A special flavor of the old west comes alive again at the old Powers homestead in the Lower Valley of Wallowa County.
June 17 was a pleasant day in the Lower Valley. All of the Schaeffer family members were inspired with eager anticipation for the scheduled auspicious occasion.
I was concerned because it seemed to me that guests were quite slow at arriving. However, soon a heavy line of cars and pickups started to roll in. The minister, Ron Thies, and his friend Rob DeSpain came bubbling in on their Harley Davidsons. It was an inspiring moment. When my grandparents were married on this same property 133 years ago the minister was imported from Summerville. In lieu of the fact that there was no road in this territory at that time, the minister arrived on horseback.
The marriage ceremony took place under the old elm tree in Riek and Coras' yard. A good meal was served in the hay shed where tables and chairs were set up. The hay shed was decorated with christmas lights. Also near the hay shed was a ring of rocks for a fire. It was estimated that at least 200 people attended. Travis and Angie spent a pleasant honeymoon in Mexico.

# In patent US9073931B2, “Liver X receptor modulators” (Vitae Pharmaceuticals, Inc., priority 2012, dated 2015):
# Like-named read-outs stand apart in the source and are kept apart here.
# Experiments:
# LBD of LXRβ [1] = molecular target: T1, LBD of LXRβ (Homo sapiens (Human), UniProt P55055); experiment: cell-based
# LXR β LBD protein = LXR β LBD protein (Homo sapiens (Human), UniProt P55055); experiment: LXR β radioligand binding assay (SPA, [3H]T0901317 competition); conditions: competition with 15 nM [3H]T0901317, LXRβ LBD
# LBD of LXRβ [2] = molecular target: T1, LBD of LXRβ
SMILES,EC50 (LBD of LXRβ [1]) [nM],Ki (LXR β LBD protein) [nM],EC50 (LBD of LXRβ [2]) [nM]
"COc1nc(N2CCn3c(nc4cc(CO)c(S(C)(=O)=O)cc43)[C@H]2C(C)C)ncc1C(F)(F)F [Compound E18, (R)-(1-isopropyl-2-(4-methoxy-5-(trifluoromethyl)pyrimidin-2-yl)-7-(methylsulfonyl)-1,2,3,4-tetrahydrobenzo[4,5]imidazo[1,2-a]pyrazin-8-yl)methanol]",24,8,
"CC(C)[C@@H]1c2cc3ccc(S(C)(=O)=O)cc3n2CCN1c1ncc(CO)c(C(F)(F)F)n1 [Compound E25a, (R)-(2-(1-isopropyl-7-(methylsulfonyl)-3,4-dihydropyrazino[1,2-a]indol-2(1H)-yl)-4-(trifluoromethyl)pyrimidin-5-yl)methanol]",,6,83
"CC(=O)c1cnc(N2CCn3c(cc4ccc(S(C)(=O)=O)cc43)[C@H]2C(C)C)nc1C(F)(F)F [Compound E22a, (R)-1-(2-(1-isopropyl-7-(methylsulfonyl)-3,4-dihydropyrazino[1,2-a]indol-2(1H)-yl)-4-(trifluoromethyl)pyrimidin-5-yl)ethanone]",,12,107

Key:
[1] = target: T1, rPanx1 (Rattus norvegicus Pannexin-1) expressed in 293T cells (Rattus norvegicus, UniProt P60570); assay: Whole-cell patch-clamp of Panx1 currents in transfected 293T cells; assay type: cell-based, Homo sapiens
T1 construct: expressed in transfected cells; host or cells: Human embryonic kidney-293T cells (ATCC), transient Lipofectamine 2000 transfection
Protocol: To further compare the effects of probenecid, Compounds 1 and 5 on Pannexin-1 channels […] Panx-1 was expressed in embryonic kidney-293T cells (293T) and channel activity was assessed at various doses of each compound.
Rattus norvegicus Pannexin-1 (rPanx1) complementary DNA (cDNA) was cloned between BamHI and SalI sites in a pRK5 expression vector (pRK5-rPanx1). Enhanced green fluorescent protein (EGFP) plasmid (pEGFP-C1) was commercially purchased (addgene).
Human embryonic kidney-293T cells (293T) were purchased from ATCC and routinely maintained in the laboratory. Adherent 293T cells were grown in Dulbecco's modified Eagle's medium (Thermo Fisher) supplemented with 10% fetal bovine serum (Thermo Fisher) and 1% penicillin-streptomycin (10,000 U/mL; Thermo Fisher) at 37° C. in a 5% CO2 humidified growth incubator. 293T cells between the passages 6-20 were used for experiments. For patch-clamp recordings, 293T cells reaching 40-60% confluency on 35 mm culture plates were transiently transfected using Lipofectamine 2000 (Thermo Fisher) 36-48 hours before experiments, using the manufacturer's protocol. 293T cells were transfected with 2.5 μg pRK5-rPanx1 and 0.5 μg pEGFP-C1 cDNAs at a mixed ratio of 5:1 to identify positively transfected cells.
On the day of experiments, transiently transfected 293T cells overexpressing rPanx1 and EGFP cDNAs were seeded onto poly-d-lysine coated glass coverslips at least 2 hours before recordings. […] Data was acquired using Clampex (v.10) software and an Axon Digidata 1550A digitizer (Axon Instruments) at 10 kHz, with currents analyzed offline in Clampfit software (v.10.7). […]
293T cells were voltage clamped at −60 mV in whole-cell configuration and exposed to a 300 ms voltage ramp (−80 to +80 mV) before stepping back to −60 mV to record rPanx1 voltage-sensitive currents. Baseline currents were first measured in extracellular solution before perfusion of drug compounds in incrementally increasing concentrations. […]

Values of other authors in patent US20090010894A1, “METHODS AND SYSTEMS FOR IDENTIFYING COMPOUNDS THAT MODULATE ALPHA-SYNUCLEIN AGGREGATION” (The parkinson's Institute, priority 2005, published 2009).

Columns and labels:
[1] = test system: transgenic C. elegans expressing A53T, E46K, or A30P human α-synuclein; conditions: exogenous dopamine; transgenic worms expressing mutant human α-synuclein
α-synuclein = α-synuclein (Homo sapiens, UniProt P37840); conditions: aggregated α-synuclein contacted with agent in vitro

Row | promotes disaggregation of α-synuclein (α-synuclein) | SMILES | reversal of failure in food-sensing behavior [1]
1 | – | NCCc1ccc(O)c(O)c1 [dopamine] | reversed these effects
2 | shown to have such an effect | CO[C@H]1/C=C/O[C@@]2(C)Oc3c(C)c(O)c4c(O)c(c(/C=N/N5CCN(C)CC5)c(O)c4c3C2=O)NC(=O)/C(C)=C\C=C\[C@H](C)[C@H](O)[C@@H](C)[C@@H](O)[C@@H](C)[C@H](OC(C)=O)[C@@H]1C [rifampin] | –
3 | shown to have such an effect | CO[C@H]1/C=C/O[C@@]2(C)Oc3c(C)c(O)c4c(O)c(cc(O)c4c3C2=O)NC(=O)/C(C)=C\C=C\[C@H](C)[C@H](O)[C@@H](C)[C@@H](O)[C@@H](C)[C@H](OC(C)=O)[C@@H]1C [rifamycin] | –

Arnold Schaeffer dedicated a wedding speech to his grandson and his new bride and it follows as such:
Wedding speechThis is a bright spot in Lower Valley today. There have been a great many important historical events that take place on this Lower Valley Ranch property, where we are gathered today. Several firsts.
In the year of 1872 my great grandfather Winslow Powers homesteaded this property. The Powers family was the first white family to settle in Wallowa Valley.
In 1873 my grandfather Henry Schaeffer and grandmother Viola Powers were the first white couple to be married in the Wallowa Valley. That event was 133 years ago.
In 1874 my great uncle Loren Powers (Elwyn Powers dad) was born on this Lower Valley Ranch. He was the first white boy born in the Wallowa Valley.
In 1916 Elwyn Powers brother Lyle was born in the green house that I live in. When Lyle spent the night with us he slept in the room where he was born.
I recall Lyle telling me that he remembered when his dad Loren Powers planted an elm tree.
Now my first grandson, Travis, and his bride Angie DeVore (my first grand daughter in law) married on the same Wallowa County Lower Valley Ranch property on June 17.
It had been 133 years since his great great grand parents were married on the same property.
I want to thank everyone for listening to me. Now I will turn myself off and say happy happy trails to you all until we meet again.